# Variables and probability distributions

We have seen the example of the uncertain event a = "Spurs win the FA Cup in the year 2011". We can think of this event as just one state of the variable A which represents "FA Cup winners in 2011". In this case A has many states, one for each team entering the FA Cup. We write this as

A = {a1, a2, ..., an}

where a1 = "Spurs", a2 = "Chelsea", a3 = "West Ham", etc.

Since in this case the set A is finite we say that A is a finite discrete variable.

As another example, suppose we are interested in the number of critical faults in our control system. The uncertain event is A = "Number of critical faults". Again it is best to think of A as a variable which can take on any of the discrete values 0,1,2,3,... thus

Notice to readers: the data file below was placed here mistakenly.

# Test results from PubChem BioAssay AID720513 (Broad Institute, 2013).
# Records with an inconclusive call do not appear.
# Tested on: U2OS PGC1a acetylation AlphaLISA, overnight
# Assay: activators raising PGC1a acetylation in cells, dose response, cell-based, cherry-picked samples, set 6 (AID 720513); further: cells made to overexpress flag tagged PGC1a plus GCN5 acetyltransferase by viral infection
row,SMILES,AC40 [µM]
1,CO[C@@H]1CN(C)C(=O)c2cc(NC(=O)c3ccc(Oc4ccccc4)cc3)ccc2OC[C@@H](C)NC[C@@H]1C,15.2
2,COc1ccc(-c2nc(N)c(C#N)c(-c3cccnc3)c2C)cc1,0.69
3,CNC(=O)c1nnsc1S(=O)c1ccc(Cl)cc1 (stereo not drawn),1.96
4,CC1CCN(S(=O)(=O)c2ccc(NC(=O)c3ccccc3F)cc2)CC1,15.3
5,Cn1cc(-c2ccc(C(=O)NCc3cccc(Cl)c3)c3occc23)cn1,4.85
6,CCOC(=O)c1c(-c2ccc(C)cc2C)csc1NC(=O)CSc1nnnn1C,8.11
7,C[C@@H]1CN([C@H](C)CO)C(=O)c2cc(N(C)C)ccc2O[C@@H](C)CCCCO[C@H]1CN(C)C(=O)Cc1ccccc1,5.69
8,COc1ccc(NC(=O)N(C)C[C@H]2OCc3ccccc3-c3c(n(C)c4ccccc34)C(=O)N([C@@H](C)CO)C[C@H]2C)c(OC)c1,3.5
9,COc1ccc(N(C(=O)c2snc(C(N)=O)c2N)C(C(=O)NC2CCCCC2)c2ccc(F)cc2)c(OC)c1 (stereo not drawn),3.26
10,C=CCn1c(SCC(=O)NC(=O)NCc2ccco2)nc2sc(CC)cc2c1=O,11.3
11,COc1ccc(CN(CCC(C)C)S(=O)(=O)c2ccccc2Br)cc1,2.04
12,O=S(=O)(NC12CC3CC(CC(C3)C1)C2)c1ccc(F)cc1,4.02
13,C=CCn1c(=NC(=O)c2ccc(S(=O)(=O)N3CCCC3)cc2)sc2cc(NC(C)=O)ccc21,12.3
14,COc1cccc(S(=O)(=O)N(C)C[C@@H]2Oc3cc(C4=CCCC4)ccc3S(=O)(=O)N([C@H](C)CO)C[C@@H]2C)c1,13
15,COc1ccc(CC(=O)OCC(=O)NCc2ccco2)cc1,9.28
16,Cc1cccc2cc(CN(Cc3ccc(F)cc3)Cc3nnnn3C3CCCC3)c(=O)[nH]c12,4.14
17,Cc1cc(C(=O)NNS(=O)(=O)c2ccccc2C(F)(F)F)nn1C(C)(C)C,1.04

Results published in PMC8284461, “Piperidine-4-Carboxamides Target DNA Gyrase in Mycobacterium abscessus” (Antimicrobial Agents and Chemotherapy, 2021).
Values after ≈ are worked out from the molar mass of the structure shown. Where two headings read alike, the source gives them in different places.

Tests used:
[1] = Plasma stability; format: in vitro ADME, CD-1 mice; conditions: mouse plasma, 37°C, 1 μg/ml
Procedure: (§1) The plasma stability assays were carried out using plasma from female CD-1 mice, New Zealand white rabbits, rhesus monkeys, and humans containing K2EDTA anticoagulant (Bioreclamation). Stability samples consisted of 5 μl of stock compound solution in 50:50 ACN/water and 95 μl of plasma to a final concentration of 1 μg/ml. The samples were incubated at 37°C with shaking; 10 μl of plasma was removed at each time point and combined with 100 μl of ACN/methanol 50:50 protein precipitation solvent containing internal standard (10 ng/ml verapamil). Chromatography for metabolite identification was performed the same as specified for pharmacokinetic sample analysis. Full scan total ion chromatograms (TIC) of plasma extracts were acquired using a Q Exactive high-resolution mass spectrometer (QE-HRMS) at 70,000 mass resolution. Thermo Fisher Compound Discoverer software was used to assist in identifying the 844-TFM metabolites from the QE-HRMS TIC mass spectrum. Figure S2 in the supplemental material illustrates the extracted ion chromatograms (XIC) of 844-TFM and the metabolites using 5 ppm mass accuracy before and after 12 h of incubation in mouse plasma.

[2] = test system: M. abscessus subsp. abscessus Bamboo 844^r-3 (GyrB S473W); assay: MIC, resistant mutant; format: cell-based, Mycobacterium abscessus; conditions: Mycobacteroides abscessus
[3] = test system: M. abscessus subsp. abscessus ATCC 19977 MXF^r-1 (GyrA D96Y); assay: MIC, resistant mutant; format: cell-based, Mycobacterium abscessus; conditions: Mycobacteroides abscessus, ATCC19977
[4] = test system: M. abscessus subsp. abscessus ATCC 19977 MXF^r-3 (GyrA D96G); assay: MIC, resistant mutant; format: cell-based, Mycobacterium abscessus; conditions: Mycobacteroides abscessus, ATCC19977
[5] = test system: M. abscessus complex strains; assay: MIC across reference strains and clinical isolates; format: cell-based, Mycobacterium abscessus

A={0,1,2,3,....;}.

In this case we

Let us define a1 as the event "A=0", and a2 as the event "A=1".

Clearly the events a1 and a2 are mutually exclusive and so P(a1 or a2)=P(a1)+P(a2). However, we cannot say that

P(a1 or a2) = 1

because a1 and a2 are not exhaustive. That is, they do not form a complete partition of A. However, if we define a3 as the event "A>1" then a1, a2, and a3 are complete and mutually exhaustive and in this case

P(a1)+P(a2)+P(a3) = 1

In general if A is a variable with states a1, a2, ..., an:

The probability distribution of A, written P(A), is simply the set of values {P(a1), P(a2), ..., P(an)}